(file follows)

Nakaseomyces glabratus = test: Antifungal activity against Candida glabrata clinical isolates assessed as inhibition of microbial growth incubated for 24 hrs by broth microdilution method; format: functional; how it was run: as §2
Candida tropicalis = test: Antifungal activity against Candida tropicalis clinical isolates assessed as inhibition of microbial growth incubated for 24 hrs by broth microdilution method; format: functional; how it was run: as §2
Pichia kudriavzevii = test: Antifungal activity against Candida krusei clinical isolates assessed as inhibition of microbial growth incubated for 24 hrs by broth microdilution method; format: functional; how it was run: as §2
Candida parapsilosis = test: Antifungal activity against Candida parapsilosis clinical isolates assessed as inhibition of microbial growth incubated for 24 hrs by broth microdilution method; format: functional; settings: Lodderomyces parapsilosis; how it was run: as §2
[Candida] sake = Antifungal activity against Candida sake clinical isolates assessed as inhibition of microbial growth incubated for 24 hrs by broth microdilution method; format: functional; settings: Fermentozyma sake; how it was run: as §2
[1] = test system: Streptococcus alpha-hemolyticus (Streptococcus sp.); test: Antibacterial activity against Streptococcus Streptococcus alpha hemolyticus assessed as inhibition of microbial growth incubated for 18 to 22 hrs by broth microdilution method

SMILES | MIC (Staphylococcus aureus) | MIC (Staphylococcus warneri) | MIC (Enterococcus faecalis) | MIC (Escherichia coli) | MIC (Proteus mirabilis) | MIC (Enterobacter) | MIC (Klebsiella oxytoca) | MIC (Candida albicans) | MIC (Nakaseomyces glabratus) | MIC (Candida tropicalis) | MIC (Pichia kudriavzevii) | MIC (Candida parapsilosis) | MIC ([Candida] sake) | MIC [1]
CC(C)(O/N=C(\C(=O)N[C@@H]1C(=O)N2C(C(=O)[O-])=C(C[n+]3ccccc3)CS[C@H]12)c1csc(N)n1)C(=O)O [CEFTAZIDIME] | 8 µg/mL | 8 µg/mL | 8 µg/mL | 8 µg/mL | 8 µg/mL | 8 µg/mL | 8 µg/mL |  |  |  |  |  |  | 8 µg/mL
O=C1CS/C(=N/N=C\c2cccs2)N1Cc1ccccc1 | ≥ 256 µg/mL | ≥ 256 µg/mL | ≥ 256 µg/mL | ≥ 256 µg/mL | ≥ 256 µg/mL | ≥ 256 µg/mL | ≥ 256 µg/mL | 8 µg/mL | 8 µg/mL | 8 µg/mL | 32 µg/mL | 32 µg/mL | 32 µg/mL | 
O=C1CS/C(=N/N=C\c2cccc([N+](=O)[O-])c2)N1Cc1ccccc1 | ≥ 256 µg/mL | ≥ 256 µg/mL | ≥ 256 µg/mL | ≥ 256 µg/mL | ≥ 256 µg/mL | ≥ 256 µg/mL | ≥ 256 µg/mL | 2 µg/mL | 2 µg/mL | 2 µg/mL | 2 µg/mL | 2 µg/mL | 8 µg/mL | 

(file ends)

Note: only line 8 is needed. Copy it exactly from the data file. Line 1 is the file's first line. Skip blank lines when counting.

CC(C)(O/N=C(\C(=O)N[C@@H]1C(=O)N2C(C(=O)[O-])=C(C[n+]3ccccc3)CS[C@H]12)c1csc(N)n1)C(=O)O [CEFTAZIDIME] | 8 µg/mL | 8 µg/mL | 8 µg/mL | 8 µg/mL | 8 µg/mL | 8 µg/mL | 8 µg/mL |  |  |  |  |  |  | 8 µg/mL